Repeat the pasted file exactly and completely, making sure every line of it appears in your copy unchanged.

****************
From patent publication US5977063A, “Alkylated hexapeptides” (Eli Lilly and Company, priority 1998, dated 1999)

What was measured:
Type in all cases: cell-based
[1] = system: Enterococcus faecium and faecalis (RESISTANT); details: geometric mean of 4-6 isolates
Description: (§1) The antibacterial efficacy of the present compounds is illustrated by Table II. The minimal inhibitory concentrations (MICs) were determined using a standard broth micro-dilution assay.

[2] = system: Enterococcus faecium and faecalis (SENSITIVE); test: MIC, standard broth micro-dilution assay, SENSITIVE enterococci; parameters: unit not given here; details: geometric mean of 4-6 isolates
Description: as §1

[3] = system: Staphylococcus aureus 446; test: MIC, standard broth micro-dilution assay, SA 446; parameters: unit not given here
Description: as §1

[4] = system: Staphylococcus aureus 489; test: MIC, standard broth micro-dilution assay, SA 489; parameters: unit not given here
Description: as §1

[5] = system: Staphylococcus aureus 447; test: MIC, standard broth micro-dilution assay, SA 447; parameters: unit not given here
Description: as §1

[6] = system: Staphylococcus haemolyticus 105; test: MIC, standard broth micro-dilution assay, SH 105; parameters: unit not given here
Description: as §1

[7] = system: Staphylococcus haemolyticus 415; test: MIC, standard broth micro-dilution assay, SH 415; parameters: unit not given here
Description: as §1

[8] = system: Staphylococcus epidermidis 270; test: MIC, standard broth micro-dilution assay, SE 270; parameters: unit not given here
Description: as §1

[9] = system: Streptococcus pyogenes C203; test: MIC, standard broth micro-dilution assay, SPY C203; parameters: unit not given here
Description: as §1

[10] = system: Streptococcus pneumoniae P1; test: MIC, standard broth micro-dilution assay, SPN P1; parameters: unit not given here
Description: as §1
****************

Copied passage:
From patent publication US5977063A, “Alkylated hexapeptides” (Eli Lilly and Company, priority 1998, dated 1999)

What was measured:
Type in all cases: cell-based
[1] = system: Enterococcus faecium and faecalis (RESISTANT); details: geometric mean of 4-6 isolates
Description: (§1) The antibacterial efficacy of the present compounds is illustrated by Table II. The minimal inhibitory concentrations (MICs) were determined using a standard broth micro-dilution assay.

[2] = system: Enterococcus faecium and faecalis (SENSITIVE); test: MIC, standard broth micro-dilution assay, SENSITIVE enterococci; parameters: unit not given here; details: geometric mean of 4-6 isolates
Description: as §1

[3] = system: Staphylococcus aureus 446; test: MIC, standard broth micro-dilution assay, SA 446; parameters: unit not given here
Description: as §1

[4] = system: Staphylococcus aureus 489; test: MIC, standard broth micro-dilution assay, SA 489; parameters: unit not given here
Description: as §1

[5] = system: Staphylococcus aureus 447; test: MIC, standard broth micro-dilution assay, SA 447; parameters: unit not given here
Description: as §1

[6] = system: Staphylococcus haemolyticus 105; test: MIC, standard broth micro-dilution assay, SH 105; parameters: unit not given here
Description: as §1

[7] = system: Staphylococcus haemolyticus 415; test: MIC, standard broth micro-dilution assay, SH 415; parameters: unit not given here
Description: as §1

[8] = system: Staphylococcus epidermidis 270; test: MIC, standard broth micro-dilution assay, SE 270; parameters: unit not given here
Description: as §1

[9] = system: Streptococcus pyogenes C203; test: MIC, standard broth micro-dilution assay, SPY C203; parameters: unit not given here
Description: as §1

[10] = system: Streptococcus pneumoniae P1; test: MIC, standard broth micro-dilution assay, SPN P1; parameters: unit not given here
Description: as §1